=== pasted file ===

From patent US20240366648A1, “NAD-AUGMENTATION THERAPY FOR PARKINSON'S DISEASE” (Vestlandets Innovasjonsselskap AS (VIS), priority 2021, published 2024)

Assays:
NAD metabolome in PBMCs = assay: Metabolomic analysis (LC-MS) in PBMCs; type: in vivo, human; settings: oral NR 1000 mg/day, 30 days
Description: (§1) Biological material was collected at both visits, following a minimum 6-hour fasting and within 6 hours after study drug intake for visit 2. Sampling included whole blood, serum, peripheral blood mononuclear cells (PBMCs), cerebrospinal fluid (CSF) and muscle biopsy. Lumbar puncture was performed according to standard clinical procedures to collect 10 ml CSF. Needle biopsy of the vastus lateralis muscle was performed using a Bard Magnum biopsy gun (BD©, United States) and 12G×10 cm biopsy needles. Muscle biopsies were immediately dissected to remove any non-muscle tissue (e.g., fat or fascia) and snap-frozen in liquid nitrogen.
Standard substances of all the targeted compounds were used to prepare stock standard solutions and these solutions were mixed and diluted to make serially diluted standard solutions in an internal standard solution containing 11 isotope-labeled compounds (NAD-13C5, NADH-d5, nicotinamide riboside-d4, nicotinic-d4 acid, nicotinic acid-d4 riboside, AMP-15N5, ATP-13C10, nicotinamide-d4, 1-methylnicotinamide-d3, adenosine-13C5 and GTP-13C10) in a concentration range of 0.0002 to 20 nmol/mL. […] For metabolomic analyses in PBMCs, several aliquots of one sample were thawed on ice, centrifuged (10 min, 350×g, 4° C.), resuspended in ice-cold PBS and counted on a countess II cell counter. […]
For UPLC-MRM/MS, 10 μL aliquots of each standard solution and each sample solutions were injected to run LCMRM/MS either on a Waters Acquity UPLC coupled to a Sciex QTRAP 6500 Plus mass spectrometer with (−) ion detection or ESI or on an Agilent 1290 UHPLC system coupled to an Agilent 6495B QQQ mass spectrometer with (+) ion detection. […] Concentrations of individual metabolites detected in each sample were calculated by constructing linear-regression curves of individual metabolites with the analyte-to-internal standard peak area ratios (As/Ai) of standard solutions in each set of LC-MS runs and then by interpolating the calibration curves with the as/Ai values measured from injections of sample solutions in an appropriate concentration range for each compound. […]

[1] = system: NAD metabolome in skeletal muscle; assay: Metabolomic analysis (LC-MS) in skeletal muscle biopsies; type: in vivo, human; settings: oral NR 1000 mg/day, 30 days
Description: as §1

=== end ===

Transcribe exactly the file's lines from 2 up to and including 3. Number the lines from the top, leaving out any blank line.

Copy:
Assays:
NAD metabolome in PBMCs = assay: Metabolomic analysis (LC-MS) in PBMCs; type: in vivo, human; settings: oral NR 1000 mg/day, 30 days